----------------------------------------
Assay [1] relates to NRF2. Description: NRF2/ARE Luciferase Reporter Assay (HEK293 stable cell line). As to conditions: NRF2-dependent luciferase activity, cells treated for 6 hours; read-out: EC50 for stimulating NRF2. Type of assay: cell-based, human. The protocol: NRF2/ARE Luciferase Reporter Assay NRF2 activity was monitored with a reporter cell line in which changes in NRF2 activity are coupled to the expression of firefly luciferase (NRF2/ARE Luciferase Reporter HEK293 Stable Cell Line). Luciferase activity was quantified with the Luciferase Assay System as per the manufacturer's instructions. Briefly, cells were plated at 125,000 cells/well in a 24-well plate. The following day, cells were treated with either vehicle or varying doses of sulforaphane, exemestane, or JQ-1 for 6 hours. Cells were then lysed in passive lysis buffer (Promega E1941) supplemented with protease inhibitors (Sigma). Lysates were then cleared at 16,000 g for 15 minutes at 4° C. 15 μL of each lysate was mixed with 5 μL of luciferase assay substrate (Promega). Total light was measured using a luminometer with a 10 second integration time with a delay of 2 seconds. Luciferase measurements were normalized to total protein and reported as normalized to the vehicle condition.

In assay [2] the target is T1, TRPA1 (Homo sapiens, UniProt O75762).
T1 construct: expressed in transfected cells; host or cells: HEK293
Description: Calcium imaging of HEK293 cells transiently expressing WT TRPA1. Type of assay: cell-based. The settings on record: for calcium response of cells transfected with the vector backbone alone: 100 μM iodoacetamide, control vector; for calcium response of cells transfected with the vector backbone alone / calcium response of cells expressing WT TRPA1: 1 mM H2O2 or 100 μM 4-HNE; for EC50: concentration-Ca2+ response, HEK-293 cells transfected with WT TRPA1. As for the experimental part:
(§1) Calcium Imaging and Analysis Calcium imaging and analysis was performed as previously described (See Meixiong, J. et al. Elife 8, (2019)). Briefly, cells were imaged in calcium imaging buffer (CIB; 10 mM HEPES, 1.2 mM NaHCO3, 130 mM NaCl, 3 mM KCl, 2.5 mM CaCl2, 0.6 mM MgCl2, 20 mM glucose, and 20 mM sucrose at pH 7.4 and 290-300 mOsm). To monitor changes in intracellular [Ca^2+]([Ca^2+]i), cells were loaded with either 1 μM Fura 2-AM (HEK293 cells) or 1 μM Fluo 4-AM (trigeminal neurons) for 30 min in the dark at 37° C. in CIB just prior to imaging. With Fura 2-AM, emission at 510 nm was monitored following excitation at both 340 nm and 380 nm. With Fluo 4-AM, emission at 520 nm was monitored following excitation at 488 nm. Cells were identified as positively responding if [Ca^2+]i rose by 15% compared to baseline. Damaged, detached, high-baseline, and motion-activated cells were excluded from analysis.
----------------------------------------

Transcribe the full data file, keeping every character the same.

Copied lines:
Assay [1] relates to NRF2. Description: NRF2/ARE Luciferase Reporter Assay (HEK293 stable cell line). As to conditions: NRF2-dependent luciferase activity, cells treated for 6 hours; read-out: EC50 for stimulating NRF2. Type of assay: cell-based, human. The protocol: NRF2/ARE Luciferase Reporter Assay NRF2 activity was monitored with a reporter cell line in which changes in NRF2 activity are coupled to the expression of firefly luciferase (NRF2/ARE Luciferase Reporter HEK293 Stable Cell Line). Luciferase activity was quantified with the Luciferase Assay System as per the manufacturer's instructions. Briefly, cells were plated at 125,000 cells/well in a 24-well plate. The following day, cells were treated with either vehicle or varying doses of sulforaphane, exemestane, or JQ-1 for 6 hours. Cells were then lysed in passive lysis buffer (Promega E1941) supplemented with protease inhibitors (Sigma). Lysates were then cleared at 16,000 g for 15 minutes at 4° C. 15 μL of each lysate was mixed with 5 μL of luciferase assay substrate (Promega). Total light was measured using a luminometer with a 10 second integration time with a delay of 2 seconds. Luciferase measurements were normalized to total protein and reported as normalized to the vehicle condition.

In assay [2] the target is T1, TRPA1 (Homo sapiens, UniProt O75762).
T1 construct: expressed in transfected cells; host or cells: HEK293
Description: Calcium imaging of HEK293 cells transiently expressing WT TRPA1. Type of assay: cell-based. The settings on record: for calcium response of cells transfected with the vector backbone alone: 100 μM iodoacetamide, control vector; for calcium response of cells transfected with the vector backbone alone / calcium response of cells expressing WT TRPA1: 1 mM H2O2 or 100 μM 4-HNE; for EC50: concentration-Ca2+ response, HEK-293 cells transfected with WT TRPA1. As for the experimental part:
(§1) Calcium Imaging and Analysis Calcium imaging and analysis was performed as previously described (See Meixiong, J. et al. Elife 8, (2019)). Briefly, cells were imaged in calcium imaging buffer (CIB; 10 mM HEPES, 1.2 mM NaHCO3, 130 mM NaCl, 3 mM KCl, 2.5 mM CaCl2, 0.6 mM MgCl2, 20 mM glucose, and 20 mM sucrose at pH 7.4 and 290-300 mOsm). To monitor changes in intracellular [Ca^2+]([Ca^2+]i), cells were loaded with either 1 μM Fura 2-AM (HEK293 cells) or 1 μM Fluo 4-AM (trigeminal neurons) for 30 min in the dark at 37° C. in CIB just prior to imaging. With Fura 2-AM, emission at 510 nm was monitored following excitation at both 340 nm and 380 nm. With Fluo 4-AM, emission at 520 nm was monitored following excitation at 488 nm. Cells were identified as positively responding if [Ca^2+]i rose by 15% compared to baseline. Damaged, detached, high-baseline, and motion-activated cells were excluded from analysis.